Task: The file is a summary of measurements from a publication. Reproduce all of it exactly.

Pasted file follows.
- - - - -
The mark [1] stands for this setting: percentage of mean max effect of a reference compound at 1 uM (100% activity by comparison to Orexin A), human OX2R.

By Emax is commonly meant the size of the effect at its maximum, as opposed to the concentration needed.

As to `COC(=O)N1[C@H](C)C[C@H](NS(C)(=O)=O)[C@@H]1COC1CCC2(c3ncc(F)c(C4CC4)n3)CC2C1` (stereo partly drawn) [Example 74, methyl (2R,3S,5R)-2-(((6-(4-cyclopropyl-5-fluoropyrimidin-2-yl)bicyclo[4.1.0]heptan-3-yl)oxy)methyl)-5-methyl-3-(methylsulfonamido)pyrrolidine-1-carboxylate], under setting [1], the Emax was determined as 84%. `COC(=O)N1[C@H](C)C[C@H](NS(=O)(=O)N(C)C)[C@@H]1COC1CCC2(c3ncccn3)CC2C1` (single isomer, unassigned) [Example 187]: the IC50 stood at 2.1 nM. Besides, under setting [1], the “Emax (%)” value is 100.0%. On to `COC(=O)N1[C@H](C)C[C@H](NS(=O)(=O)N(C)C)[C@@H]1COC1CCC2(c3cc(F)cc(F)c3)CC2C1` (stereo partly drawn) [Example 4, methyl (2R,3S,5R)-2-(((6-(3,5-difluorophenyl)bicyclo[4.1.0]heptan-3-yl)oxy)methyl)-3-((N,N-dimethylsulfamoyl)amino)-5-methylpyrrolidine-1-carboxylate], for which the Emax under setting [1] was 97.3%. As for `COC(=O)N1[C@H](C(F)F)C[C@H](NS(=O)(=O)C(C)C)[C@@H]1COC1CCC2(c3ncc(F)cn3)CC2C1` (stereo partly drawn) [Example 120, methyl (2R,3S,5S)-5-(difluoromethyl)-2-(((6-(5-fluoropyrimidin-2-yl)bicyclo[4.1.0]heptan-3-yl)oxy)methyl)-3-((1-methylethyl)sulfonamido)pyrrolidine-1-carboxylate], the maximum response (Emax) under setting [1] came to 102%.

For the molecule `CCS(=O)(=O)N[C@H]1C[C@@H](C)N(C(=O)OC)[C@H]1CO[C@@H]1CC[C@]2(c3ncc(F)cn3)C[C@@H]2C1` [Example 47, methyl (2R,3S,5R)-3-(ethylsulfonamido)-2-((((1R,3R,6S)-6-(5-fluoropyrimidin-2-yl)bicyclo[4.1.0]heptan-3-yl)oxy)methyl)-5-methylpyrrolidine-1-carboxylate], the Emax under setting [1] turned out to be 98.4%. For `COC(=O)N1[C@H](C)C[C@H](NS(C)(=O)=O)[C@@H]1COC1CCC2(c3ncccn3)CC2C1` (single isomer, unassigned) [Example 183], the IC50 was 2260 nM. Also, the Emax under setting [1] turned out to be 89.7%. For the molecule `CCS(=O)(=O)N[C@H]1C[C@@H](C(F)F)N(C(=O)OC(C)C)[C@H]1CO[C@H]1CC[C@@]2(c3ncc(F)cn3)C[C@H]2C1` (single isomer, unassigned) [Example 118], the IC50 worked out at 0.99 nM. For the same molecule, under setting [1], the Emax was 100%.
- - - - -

The mark [1] stands for this setting: percentage of mean max effect of a reference compound at 1 uM (100% activity by comparison to Orexin A), human OX2R.

By Emax is commonly meant the size of the effect at its maximum, as opposed to the concentration needed.

As to `COC(=O)N1[C@H](C)C[C@H](NS(C)(=O)=O)[C@@H]1COC1CCC2(c3ncc(F)c(C4CC4)n3)CC2C1` (stereo partly drawn) [Example 74, methyl (2R,3S,5R)-2-(((6-(4-cyclopropyl-5-fluoropyrimidin-2-yl)bicyclo[4.1.0]heptan-3-yl)oxy)methyl)-5-methyl-3-(methylsulfonamido)pyrrolidine-1-carboxylate], under setting [1], the Emax was determined as 84%. `COC(=O)N1[C@H](C)C[C@H](NS(=O)(=O)N(C)C)[C@@H]1COC1CCC2(c3ncccn3)CC2C1` (single isomer, unassigned) [Example 187]: the IC50 stood at 2.1 nM. Besides, under setting [1], the “Emax (%)” value is 100.0%. On to `COC(=O)N1[C@H](C)C[C@H](NS(=O)(=O)N(C)C)[C@@H]1COC1CCC2(c3cc(F)cc(F)c3)CC2C1` (stereo partly drawn) [Example 4, methyl (2R,3S,5R)-2-(((6-(3,5-difluorophenyl)bicyclo[4.1.0]heptan-3-yl)oxy)methyl)-3-((N,N-dimethylsulfamoyl)amino)-5-methylpyrrolidine-1-carboxylate], for which the Emax under setting [1] was 97.3%. As for `COC(=O)N1[C@H](C(F)F)C[C@H](NS(=O)(=O)C(C)C)[C@@H]1COC1CCC2(c3ncc(F)cn3)CC2C1` (stereo partly drawn) [Example 120, methyl (2R,3S,5S)-5-(difluoromethyl)-2-(((6-(5-fluoropyrimidin-2-yl)bicyclo[4.1.0]heptan-3-yl)oxy)methyl)-3-((1-methylethyl)sulfonamido)pyrrolidine-1-carboxylate], the maximum response (Emax) under setting [1] came to 102%.

For the molecule `CCS(=O)(=O)N[C@H]1C[C@@H](C)N(C(=O)OC)[C@H]1CO[C@@H]1CC[C@]2(c3ncc(F)cn3)C[C@@H]2C1` [Example 47, methyl (2R,3S,5R)-3-(ethylsulfonamido)-2-((((1R,3R,6S)-6-(5-fluoropyrimidin-2-yl)bicyclo[4.1.0]heptan-3-yl)oxy)methyl)-5-methylpyrrolidine-1-carboxylate], the Emax under setting [1] turned out to be 98.4%. For `COC(=O)N1[C@H](C)C[C@H](NS(C)(=O)=O)[C@@H]1COC1CCC2(c3ncccn3)CC2C1` (single isomer, unassigned) [Example 183], the IC50 was 2260 nM. Also, the Emax under setting [1] turned out to be 89.7%. For the molecule `CCS(=O)(=O)N[C@H]1C[C@@H](C(F)F)N(C(=O)OC(C)C)[C@H]1CO[C@H]1CC[C@@]2(c3ncc(F)cn3)C[C@H]2C1` (single isomer, unassigned) [Example 118], the IC50 worked out at 0.99 nM. For the same molecule, under setting [1], the Emax was 100%.